Motorcycles, Lanes and Paths

As an old rider, I do have some opinions about this article. Some of my opinions are based upon past experience where I'm fortunate to still be here.

Lanes are usually counted as 1 being the closest to the roadway center line, 2 the next to the right, etc. Automobiles, trucks and so on need no definition beyond this but motorcycles do. Rather than use the terminology "Position", I'll use "Path" to identify the three divisions of a Lane, P1 being on the left, P2 the center and P3 the right.

Group riding is usually practised by motorcyclists as the leader being in either P1 or P3.  The 2nd rider in the opposite Path, etc. This is known as a "staggered" formation and it is expected that the 2nd rider will be at least one second behind the leader. The 3rd rider will then be at least 2 s behind the leader ... and so on.  While it is legal [BC MVA 194 (10)] to ride two abreast, most riders do not ... it requires a great deal of confidence in the other rider's abilities.

There is no hard and fast rule about which Path a rider may use but rarely will you see an experienced rider in P2 ... Yes, it can be very slippery there especially after a rainstorm.

On a two lane road most will ride in P1 as it gives access to the largest portion of Lane 1 should it be necessary. But moving to P3 to allow a tailgater to pass or where oncoming traffic's vision is impaired, is prudent.

On a multi-lane road, the choices shift. For the moment, I'll ignore the courtesy of "Keep Right Except to Pass". In the case where there is a vehicle in Lane 2, a motorcyclist in Lane 1 will probably be following in P3 because there is a greater probability of being seen in the driver's left side mirror.  If the motorcyclist is in Lane 2 following a vehicle also in Lane 2, P1 is the best place to be seen. The same applies with a vehicle in Lane 3 and a motorcyclist in Lane 2 or 3.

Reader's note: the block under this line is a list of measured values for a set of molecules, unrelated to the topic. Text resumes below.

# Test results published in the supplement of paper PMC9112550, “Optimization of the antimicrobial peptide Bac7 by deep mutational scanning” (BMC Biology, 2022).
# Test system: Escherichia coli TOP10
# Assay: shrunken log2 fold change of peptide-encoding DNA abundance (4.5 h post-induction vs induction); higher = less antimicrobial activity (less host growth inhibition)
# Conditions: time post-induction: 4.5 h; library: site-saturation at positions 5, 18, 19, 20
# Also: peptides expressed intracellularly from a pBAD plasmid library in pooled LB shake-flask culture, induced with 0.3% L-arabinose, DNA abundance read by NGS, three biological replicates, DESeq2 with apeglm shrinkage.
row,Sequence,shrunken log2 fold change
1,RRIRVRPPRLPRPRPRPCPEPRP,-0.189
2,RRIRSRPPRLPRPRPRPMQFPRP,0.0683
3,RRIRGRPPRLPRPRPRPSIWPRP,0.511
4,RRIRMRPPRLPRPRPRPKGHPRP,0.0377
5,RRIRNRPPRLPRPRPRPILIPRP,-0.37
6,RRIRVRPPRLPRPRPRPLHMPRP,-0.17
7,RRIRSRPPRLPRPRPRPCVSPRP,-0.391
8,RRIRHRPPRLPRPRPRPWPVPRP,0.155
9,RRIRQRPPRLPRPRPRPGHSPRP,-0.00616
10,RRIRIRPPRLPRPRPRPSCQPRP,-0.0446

A motorcyclist who wants to survive will NEVER assume competence of an automobile driver. Nor, sadly, of most truck drivers. Even if they do look in their mirrors before a sudden lane change, nothing short of 8 feet of chrome seems to register. Most riders will ride ahead or behind adjacent traffic, especially large trucks, because always having an "Escape Route" is a life saver. BTW - Have you ever been beside a semi when a tire blows out? On a bike, it can take you right off.

Perhaps a mention here about the reasoning to permit motorcycles in HOV lanes would be appropriate. It has nothing to do with vehicle occupancy. The reasoning as put forward years ago by the BC Coalition of Motorcyclists was to give a rider a period of protection from the "lane jumper". This was predicated upon the fact that it is illegal to cross a solid white line to enter or exit an HOV lane. Only when the dividing line is broken, is it legal to do so. As such, a rider in the HOV lane could relax their awareness levels when protected by a solid line. Of course in practical terms, this is folly due to the lack of enforcement of "Solid Line" rules and a general ignorance of them, despite signage.

Perhaps 65 years of riding and survival, means something?